Wedding Invitations & Paper

family ceremony, adult only reception invite wording

We have limited space at our ceremony venue and therefore will be having an adult only reception. We love the children in our lives and are excited for them to witness our ceremony, but we just do not have the space at the reception. We would prefer to respectfully word this on the invitation rather than assume all will understand that only those listed on the invitation are invited OR  make personal contact with each one who rsvp's with their child(ren) included. How could we politely and respectfully word our request in our invitation? I understand that some believe stating on the invitation who is not invited is rude, but we politely disagree and therefore choose to be forthright in the wording of our invitations. Only helpful responses please.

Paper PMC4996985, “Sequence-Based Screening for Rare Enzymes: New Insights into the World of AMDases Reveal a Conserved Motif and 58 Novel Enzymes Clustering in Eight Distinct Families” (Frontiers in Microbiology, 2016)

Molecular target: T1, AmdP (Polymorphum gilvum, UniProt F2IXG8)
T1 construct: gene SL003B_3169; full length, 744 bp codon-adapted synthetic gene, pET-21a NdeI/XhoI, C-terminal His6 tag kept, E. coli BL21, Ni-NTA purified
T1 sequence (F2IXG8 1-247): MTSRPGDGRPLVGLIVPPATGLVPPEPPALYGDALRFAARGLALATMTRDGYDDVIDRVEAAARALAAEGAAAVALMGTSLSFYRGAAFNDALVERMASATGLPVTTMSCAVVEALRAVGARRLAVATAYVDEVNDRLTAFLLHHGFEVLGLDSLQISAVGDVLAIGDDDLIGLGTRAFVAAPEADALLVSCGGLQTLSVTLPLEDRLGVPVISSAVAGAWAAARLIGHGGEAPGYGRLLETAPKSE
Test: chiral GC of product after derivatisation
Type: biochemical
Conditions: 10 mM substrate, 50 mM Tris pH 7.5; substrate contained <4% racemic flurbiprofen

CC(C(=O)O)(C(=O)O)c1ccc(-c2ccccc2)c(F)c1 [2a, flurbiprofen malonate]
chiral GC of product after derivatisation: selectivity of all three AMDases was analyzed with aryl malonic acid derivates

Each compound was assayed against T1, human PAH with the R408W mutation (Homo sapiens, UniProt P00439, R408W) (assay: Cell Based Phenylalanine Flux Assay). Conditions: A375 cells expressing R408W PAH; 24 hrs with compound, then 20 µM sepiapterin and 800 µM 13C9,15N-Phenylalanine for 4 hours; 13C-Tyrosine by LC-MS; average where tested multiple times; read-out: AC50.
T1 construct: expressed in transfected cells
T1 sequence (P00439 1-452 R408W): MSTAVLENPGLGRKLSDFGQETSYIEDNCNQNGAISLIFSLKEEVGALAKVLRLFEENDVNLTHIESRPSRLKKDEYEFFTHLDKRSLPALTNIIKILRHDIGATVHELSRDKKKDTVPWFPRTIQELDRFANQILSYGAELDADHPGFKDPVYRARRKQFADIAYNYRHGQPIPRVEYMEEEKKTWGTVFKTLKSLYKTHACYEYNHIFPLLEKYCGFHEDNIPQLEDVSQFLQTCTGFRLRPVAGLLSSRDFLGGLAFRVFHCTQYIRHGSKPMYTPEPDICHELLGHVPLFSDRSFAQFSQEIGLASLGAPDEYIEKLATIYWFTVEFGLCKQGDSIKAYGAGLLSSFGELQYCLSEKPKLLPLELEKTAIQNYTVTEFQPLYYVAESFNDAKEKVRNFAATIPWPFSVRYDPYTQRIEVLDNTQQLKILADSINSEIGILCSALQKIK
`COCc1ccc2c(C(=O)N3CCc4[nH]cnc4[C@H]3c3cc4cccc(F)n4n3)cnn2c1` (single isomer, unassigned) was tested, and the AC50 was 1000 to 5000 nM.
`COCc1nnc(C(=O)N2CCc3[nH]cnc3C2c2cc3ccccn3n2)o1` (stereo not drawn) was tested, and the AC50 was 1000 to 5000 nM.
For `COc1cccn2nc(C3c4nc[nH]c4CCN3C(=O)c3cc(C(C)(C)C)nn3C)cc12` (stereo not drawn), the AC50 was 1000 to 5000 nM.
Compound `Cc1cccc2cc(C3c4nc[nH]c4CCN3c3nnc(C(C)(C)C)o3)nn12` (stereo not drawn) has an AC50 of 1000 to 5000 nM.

Re: family ceremony, adult only reception invite wording

  • NYCMercedesNYCMercedes BOS, NYC, DC. Forever a city girl member
    Sixth Anniversary 2500 Comments 500 Love Its 5 Answers
    First, you cannot invite people to the ceremony only, even if the people are four years old. Your invitation then, is addressed to Mr. and Mrs. Samuel Jones Smith. That's pretty clear that only the adults are invited. If they reply that 3 or 4 are coming, call them up and tell them that the invitation was for only Mr. and Mrs. If they say they can't come without the kids, tell them you're sorry and will see them on a different occasion. In summary, it's all or nothing for the two events, and it is rude to tell people who is not invited on an invitation. Good luck.
  • MobKazMobKaz Chicago suburbs member
    Tenth Anniversary 5000 Comments 500 Love Its 5 Answers